November 13, 2012
Dr. Carlton Robinson
In today’s economy many companies are seeking individuals with an MBA. An MBA makes an individual more marketable and more valuable to an organization. This statement has raised controversy on whether obtaining an MBA carries more weight than on the job experience. This paper includes research and interviews that support this position.
Pursing a Master's Degree in Business Administration
Obtaining an MBA is an essential part of advancement in the world of business. An MBA is a very popular and versatile degree recognized as such all over the world. This degree prepares you with the knowledge and skills to successfully function as a leader in a business or starting a business of your own. It is an essential tool to an extremely fruitful and satisfying career. Earning an MBA makes you a very valuable asset to any organization.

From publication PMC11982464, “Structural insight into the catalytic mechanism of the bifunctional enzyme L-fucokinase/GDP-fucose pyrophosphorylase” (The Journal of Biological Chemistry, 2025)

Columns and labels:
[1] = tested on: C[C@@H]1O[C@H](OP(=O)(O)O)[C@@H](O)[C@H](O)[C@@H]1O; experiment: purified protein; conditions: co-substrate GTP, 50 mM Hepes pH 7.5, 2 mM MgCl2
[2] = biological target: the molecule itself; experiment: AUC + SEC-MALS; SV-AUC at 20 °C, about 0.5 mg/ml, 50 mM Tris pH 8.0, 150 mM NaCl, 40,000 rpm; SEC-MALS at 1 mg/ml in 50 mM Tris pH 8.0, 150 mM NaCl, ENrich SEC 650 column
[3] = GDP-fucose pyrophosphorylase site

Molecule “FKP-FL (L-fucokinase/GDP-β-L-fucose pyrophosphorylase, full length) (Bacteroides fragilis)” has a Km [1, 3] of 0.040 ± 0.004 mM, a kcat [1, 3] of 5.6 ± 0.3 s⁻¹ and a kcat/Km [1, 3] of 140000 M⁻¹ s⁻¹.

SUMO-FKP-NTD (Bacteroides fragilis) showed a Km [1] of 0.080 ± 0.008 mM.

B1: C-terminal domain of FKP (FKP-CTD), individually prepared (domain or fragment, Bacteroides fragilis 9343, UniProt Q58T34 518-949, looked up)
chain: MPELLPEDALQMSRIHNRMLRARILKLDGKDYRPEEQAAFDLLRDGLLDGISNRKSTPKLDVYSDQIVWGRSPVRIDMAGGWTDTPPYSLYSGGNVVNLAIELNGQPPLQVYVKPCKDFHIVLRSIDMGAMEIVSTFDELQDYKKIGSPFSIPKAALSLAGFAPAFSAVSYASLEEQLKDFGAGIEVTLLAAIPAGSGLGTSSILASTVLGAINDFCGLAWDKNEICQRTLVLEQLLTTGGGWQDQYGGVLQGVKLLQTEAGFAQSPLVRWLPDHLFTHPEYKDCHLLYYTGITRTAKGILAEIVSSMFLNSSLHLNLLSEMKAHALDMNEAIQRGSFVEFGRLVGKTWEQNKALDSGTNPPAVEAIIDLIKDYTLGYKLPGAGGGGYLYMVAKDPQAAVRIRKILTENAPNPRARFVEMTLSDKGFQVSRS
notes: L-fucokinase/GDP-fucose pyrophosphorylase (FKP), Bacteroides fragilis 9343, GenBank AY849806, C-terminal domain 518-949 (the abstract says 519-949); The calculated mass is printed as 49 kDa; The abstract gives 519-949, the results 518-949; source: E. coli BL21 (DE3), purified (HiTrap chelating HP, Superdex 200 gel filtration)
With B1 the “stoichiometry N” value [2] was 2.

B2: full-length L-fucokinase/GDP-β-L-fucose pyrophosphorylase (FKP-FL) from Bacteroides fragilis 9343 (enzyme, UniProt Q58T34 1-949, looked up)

An MBA makes you more marketable in any field of business from healthcare to finance. Earning an MBA will increase your chances of obtaining a high level managerial position. Most senior-level executives and CEO’s have an MBA. An individual with an MBA is more likely to make a higher salary than someone who does not have one (Passmore, 2012). Studies have shown that college-educated workers earn more than a worker with a high school diploma. According to the department of Education’s National Center for Education Statistics (NCES), individuals with a college degree earn 38% more than someone without a college degree (National Center for Education Statistics, 2012). Based on information from the US Census non-degree holders can earn a lifetime average of about $1.2 million, whereas an individual with a degree can earn a lifetime average of $2.1 million (US Census, 2010). An MBA makes an individual more competitive in today’s job market (Burnett, J). Obtaining an MBA increases your chances as an entrepreneur. It provides huge opportunities through networking with senior level personnel, business associations, and community affiliations. An MBA also enhances your personal life. Individuals feel a great sense of accomplishment, confidence, and the ability to communicate more effectively (Kapoor, 2009). Many employers prefer an individual with experience over someone that has an MBA (Wines, 2012). Many employers seek individuals with experience; however experience does not always have to be related directly to a specific job. Experience can be relevant to your targeted career or offer transferable skills that apply to your career field. Experience can be obtained through volunteering, internship, or self-employment. Pursing an MBA can be very pricey and there is no guarantee that after all the money spent and hours invested there will be jobs available. A two year MBA program can range from $80,000 to $130,000 (MBA Guide, 2012). Many individuals feel the investment is worth it. A study from the Graduate Management Admission Council supports this theory. According to their research three out of four MBA alumni reported they could not have obtained their job without their graduate degree. This study also reports “after 10 years post-graduation, alumni reported they nearly doubled their return on investment” (Byme, 2012). Many individuals fear there will be no jobs available after graduation because of the recession and the job market doing so poorly. The unemployment rate is at an all-time high. According to Bill Mcbride at Calculated risk, the economy is not in a recession and growth will pick up in 2013, although there are downside risks from Europe and the potential for a policy mistake in the US (Weisenthal, 2012). The unemployment